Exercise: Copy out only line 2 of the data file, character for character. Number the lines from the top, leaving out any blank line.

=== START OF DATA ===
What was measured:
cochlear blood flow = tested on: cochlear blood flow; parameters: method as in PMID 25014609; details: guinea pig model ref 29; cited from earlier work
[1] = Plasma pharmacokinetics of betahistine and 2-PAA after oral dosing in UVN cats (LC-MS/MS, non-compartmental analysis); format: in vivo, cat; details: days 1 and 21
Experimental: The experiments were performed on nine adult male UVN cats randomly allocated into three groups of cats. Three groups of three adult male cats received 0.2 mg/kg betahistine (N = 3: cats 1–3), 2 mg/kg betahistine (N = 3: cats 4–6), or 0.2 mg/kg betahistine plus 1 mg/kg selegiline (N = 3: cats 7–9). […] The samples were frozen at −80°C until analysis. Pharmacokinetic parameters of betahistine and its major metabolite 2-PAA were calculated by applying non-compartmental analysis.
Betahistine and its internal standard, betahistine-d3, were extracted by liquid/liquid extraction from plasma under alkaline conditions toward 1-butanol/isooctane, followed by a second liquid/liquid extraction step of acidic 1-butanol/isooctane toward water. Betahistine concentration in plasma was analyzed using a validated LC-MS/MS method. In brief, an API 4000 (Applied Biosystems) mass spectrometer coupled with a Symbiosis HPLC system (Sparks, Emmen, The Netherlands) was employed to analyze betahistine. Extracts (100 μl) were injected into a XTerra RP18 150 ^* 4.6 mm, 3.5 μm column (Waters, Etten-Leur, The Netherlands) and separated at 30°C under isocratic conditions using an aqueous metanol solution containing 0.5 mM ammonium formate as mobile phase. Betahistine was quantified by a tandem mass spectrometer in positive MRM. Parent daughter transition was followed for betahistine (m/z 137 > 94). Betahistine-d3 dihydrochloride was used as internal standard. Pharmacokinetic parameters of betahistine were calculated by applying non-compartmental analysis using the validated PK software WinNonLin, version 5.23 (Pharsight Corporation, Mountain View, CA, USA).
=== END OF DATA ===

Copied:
cochlear blood flow = tested on: cochlear blood flow; parameters: method as in PMID 25014609; details: guinea pig model ref 29; cited from earlier work